Academic journal article Hecate

Addressing Work: Industrial Women and Organising in the Interwar Years

Academic journal article Hecate

Addressing Work: Industrial Women and Organising in the Interwar Years

Article excerpt

It is not to be wondered at that class hatreds should grow when a wage rate is fixed which is as near to the poverty line as one can get ... less pay to women workers being nothing but exploitation.1

We have, and will continue to, make public the long hours worked and the disgracefully low wages received by these women.2

This article examines interwar industrial organising in New South Wales, particularly organising for women workers, and especially organising for women in the printing industry. Despite the historical focus on interwar Sydney, the industrial situations and the women discussed are part of the extended labour context for the federal arbitration system which existed between 1904 and 1996, that was connected by federal unions and labour networks, and that informed post-1996 resistance to neo-conservative 'workplace' relations. Labour market and regulatory framework changes to interwar industrial representation underpin the analysis, but my primary focus is the occupation of and the processes of union organising. The overview of issues and tactics aims to raise awareness among union practitioners and activists, academic analysts, and policy makers, of the historical base of women's organising, and of significant continuities in union organising strategies.4

Through a case study approach to organising in separate industries, the article illustrates challenges for Sydney-based organisers in the interwar years. It also suggests how female and male officials approached workplace advocacy, either separately or in cooperation. This provides insight into the nature of organising for women, and the industrial negotiations between female activists, including organisers, and male officials or male organisers. I argue that the industrial situations described below cumulatively emphasise the importance to workers of good industrial organising, committed union officials, and skilled advocacy at workplace and tribunal level. The analysis also highlights the critical facultative role of a supportive union hierarchy for organisers in the field. The closer focus on organising for one group of union women - females in the printing industry - necessarily incorporates study of the work of interwar organiser Mel (Imelda) Cashman, a former women bookbinders' official, whose organising strategies and industrial networks illustrate my contention, developed elsewhere, that successful advocacy for women workers in the interwar years required collaboration with other labour women.5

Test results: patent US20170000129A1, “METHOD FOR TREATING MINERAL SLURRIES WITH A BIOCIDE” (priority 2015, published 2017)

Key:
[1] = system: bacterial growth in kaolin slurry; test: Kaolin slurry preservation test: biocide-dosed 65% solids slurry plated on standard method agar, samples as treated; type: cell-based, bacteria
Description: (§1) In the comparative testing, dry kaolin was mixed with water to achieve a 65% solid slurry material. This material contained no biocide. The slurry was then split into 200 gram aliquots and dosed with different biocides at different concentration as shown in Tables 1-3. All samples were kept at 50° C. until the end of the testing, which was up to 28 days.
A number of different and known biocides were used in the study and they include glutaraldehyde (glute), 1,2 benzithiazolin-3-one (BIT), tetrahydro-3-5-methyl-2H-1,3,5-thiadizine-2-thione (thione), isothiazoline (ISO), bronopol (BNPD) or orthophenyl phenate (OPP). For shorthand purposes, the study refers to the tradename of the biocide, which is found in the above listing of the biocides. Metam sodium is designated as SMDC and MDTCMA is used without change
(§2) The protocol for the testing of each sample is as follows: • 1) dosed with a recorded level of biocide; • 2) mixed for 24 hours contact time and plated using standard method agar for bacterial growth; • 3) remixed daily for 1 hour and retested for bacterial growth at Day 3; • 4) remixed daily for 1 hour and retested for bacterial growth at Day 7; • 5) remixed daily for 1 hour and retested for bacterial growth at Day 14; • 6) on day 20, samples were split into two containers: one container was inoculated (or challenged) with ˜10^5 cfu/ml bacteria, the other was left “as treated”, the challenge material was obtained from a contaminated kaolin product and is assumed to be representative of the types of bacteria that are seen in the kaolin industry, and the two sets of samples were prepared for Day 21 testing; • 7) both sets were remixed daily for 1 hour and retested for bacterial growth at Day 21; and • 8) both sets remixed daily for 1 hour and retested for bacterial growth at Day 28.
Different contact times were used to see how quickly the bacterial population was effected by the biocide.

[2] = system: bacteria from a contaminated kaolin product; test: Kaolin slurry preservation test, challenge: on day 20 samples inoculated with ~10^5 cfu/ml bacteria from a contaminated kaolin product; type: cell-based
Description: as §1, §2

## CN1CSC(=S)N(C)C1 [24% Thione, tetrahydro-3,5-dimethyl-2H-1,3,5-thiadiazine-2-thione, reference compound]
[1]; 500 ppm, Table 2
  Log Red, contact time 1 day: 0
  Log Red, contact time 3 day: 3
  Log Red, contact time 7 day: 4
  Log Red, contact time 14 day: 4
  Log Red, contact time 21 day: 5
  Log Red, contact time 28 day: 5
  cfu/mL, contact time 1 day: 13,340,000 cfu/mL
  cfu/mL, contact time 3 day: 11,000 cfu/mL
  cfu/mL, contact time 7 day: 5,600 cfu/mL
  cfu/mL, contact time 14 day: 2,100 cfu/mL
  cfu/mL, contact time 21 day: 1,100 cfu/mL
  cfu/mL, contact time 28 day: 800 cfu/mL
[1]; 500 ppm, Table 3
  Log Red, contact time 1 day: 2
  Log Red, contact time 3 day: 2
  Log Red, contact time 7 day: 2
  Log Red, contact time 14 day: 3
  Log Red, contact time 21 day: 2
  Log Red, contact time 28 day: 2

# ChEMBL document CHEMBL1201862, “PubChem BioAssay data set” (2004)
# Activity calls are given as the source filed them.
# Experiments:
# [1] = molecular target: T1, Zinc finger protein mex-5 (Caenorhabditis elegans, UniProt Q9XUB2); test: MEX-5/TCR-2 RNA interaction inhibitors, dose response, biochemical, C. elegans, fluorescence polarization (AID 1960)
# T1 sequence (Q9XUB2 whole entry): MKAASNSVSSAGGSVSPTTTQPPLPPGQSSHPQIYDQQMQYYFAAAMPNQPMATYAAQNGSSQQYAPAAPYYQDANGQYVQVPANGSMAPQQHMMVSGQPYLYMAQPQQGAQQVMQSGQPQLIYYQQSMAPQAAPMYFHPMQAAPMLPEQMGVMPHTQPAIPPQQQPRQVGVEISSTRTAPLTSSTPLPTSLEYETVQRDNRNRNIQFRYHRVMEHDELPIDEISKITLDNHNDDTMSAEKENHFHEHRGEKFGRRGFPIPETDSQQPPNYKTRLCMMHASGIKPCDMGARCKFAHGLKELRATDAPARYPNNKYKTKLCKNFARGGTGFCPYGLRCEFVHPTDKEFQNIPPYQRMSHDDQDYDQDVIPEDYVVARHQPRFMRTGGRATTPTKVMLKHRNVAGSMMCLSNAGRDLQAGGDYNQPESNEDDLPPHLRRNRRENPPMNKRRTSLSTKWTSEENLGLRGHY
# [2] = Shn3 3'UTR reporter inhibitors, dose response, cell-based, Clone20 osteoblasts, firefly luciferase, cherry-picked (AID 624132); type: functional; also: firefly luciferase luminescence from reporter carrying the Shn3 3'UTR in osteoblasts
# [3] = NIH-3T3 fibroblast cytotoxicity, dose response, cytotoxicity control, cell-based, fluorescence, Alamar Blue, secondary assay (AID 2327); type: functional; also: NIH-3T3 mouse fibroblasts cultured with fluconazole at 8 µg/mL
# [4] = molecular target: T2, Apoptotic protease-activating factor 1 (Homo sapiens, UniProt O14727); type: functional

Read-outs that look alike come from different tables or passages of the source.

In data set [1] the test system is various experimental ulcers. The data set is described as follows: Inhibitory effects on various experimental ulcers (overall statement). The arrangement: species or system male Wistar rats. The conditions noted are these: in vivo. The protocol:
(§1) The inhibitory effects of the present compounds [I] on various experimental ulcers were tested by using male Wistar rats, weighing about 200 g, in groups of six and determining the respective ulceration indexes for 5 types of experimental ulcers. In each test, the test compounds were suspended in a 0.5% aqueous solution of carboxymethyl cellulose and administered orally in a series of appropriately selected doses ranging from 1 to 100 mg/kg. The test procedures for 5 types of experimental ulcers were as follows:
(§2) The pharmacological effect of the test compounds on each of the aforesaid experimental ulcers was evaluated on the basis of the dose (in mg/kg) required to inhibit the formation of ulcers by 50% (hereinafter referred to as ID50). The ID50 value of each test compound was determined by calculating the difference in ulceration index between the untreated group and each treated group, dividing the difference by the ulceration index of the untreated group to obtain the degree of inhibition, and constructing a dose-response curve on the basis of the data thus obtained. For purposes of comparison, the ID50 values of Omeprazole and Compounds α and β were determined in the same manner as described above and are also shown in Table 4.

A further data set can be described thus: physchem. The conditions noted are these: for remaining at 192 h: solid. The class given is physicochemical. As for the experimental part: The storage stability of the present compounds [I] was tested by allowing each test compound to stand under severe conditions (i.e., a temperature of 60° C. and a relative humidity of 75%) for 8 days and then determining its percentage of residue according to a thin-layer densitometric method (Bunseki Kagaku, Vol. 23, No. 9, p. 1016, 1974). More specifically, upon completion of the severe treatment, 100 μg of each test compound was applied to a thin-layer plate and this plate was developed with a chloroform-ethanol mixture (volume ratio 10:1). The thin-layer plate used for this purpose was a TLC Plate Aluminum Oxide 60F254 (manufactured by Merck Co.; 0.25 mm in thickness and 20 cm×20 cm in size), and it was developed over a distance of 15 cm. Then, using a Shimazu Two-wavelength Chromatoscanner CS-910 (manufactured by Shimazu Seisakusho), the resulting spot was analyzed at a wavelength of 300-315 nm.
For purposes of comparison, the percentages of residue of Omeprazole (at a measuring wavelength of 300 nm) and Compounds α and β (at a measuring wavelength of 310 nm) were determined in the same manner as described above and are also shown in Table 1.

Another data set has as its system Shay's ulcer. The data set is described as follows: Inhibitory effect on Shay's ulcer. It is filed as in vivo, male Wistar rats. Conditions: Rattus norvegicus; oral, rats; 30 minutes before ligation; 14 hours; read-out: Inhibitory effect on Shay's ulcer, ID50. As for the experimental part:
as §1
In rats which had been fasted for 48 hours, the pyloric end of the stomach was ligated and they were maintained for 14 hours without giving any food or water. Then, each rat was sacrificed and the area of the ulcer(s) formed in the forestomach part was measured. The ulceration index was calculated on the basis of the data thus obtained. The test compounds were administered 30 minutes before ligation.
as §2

Interwar Context

During the interwar years trade unions and the labour movement operated in an environment significantly altered through wider social, civil, economic and industrial shift following World War One.6 This shift at first enhanced challenges and opportunities for women in the union movement. For example, excluding domestic service, the numbers of women in paid employment increased during the 1920s at a rate slightly greater than that of the overall population, meaning that unions had more females to organise after the war.7

Structural changes in trade unions, including mergers, along with industry and operational changes, affected industrial priorities for women union officials as organisers, and as workers and union members after World War One. Some operational changes were the outcomes of the wartime withdrawal from the labour market of male workers, with a short-term opportunity for female workers to extend their profile in industry.8 Certain union mergers were already in negotiation when war began, such as the merger of the Printing Industry Women's and Girls' Union and the Australasian Typographical Association (ATA), which together became the Printing Industry Employees Union of Australia (the PIEUA).9 The labour movement was also confronted by changes to arbitration and conciliation, including to the tribunal structure, in the twenties and thirties.10

Female unionists whose unions (both in the states and federally) merged with their male counterpart organisation included printers and bookbinders, clothing workers and tailoresses, barmaids and hospitality workers, and bookmakers. …

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